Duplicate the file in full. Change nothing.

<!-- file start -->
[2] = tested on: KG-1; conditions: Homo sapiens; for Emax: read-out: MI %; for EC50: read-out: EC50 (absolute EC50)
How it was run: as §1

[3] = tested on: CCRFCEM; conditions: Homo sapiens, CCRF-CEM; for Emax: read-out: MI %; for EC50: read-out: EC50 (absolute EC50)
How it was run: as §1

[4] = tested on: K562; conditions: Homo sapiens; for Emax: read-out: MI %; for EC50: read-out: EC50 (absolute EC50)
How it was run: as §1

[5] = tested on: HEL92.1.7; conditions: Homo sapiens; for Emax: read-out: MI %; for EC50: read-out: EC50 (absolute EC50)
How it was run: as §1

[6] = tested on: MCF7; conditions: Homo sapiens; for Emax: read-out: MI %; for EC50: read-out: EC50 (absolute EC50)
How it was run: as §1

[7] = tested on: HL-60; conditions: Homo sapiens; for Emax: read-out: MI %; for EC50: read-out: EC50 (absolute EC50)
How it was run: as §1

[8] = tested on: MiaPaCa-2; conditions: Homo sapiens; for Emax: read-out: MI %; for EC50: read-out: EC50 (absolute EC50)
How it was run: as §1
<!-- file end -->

[2] = tested on: KG-1; conditions: Homo sapiens; for Emax: read-out: MI %; for EC50: read-out: EC50 (absolute EC50)
How it was run: as §1

[3] = tested on: CCRFCEM; conditions: Homo sapiens, CCRF-CEM; for Emax: read-out: MI %; for EC50: read-out: EC50 (absolute EC50)
How it was run: as §1

[4] = tested on: K562; conditions: Homo sapiens; for Emax: read-out: MI %; for EC50: read-out: EC50 (absolute EC50)
How it was run: as §1

[5] = tested on: HEL92.1.7; conditions: Homo sapiens; for Emax: read-out: MI %; for EC50: read-out: EC50 (absolute EC50)
How it was run: as §1

[6] = tested on: MCF7; conditions: Homo sapiens; for Emax: read-out: MI %; for EC50: read-out: EC50 (absolute EC50)
How it was run: as §1

[7] = tested on: HL-60; conditions: Homo sapiens; for Emax: read-out: MI %; for EC50: read-out: EC50 (absolute EC50)
How it was run: as §1

[8] = tested on: MiaPaCa-2; conditions: Homo sapiens; for Emax: read-out: MI %; for EC50: read-out: EC50 (absolute EC50)
How it was run: as §1